New year trends for Twitch 2017

By 2 January, 2017 2 Comments

As always around this time I drop my “predictions” for the year to come. I put them inside of quotation marks because they’re not truly predictions they’re observations. These observations of course don’t come from nowhere. They’re come from talking with streamers, business and other people behind the scenes. I did explain a bit further in the newsletter on why I have a high success rate in my “predictions”.

Dynamic overlays

2017 will be the year where dynamic overlays takes another step into our lives. At the tail end of 2016 even smaller streamers wanted it. It’s been a matter of investment so far. At the same time there’s projects out there (including my own) are working to solve that issue (more on that later).

Dynamic overlays IS NOT a way for you to stand out from the rest. While it’s possible it shouldn’t be the end goal. If you feel  like investing a lot of money into something that’s not going to truly benefit your process that’s your choice. The importance of a dynamic overlay is to help your process and make streaming easier for you.

The other side of it is the design of things. Design isn’t about making things only look good. It’s all about the user experience and making that the best possible. There will be a lot of confusion at the start (there already is) where people are looking to “look better” and there’s those that will provide that. Do keep in mind that it’s not what you need for your Twitch community. What you need are solutions to problems and those being solved through design.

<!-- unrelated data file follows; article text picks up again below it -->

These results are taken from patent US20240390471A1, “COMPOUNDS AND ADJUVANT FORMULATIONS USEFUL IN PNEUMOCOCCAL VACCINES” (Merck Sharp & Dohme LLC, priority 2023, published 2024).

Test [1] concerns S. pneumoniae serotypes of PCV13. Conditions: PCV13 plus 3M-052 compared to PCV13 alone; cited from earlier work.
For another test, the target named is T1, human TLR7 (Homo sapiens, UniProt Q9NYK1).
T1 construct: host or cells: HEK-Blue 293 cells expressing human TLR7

There’s already a bunch of talk from larger streamers (with and without teams) that are looking to move away from static overlays over into the dynamic overlays. There will be a period of time where it will seem as if nothing is happening but behind the scenes a lot of things will be happening.

The professional worker

While we’ve seen a bunch of (as I predicted last year) a lot of people stepping into various positions surrounding both streamers and companies that hire people to handle Twitch streamers or streaming in general.

There’s however a gap between someone that does something and someone that does it professionally. There’s actually such a big gap that the non-professionals (it’s more than a title) aren’t even able to make a living even if they want to. 2017 is more than ever going to show the difference.

It’s easy to see when you inbox is filled with “I finally found someone that’s professional”. That’s not only smaller streamer but even some of the largest out there. There’s a difference between working with a professional and working with someone that’s not. It’s all about the process, experience and the results.

In 2017 we will start to see even more people that start seeing that there’s actually a viable profession behind the scene. That there’s no need to be an A-player but rather an A-player in the B-team. This won’t happen for everyone and is more about those that are able to adjust to the reality of things. You’re however easier than ever before be able to differentiate the two.

Better tools and pragmatic solutions

While I actually don’t think it’s going to be the biggest thing in 2017. It will be something that’s going to be better this year. There’s already tools out there that have started to adjust to the reality of things.

As you might know I’m already working on one of these tools. It’s all about solving issues that have existed for several years. It’s not about trying to ride a wave but rather it’s going to be about solid ideas and structures that will last. That however leaves us in a very weird situation since we saw a lot of companies and tools go away in 2016.